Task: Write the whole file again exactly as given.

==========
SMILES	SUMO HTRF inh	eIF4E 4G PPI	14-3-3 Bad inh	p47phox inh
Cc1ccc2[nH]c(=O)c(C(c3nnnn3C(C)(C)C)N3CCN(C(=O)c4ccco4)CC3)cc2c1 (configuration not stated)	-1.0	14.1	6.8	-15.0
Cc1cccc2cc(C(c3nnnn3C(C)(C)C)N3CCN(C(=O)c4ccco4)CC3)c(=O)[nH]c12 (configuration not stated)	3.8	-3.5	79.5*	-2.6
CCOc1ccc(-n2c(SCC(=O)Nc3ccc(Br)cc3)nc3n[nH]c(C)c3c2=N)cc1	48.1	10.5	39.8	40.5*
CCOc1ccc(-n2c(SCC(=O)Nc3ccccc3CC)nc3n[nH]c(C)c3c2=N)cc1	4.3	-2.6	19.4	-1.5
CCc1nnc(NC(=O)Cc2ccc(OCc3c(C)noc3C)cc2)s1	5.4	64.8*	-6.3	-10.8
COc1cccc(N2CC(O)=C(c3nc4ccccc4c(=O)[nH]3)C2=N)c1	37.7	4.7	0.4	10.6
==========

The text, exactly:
SMILES	SUMO HTRF inh	eIF4E 4G PPI	14-3-3 Bad inh	p47phox inh
Cc1ccc2[nH]c(=O)c(C(c3nnnn3C(C)(C)C)N3CCN(C(=O)c4ccco4)CC3)cc2c1 (configuration not stated)	-1.0	14.1	6.8	-15.0
Cc1cccc2cc(C(c3nnnn3C(C)(C)C)N3CCN(C(=O)c4ccco4)CC3)c(=O)[nH]c12 (configuration not stated)	3.8	-3.5	79.5*	-2.6
CCOc1ccc(-n2c(SCC(=O)Nc3ccc(Br)cc3)nc3n[nH]c(C)c3c2=N)cc1	48.1	10.5	39.8	40.5*
CCOc1ccc(-n2c(SCC(=O)Nc3ccccc3CC)nc3n[nH]c(C)c3c2=N)cc1	4.3	-2.6	19.4	-1.5
CCc1nnc(NC(=O)Cc2ccc(OCc3c(C)noc3C)cc2)s1	5.4	64.8*	-6.3	-10.8
COc1cccc(N2CC(O)=C(c3nc4ccccc4c(=O)[nH]3)C2=N)c1	37.7	4.7	0.4	10.6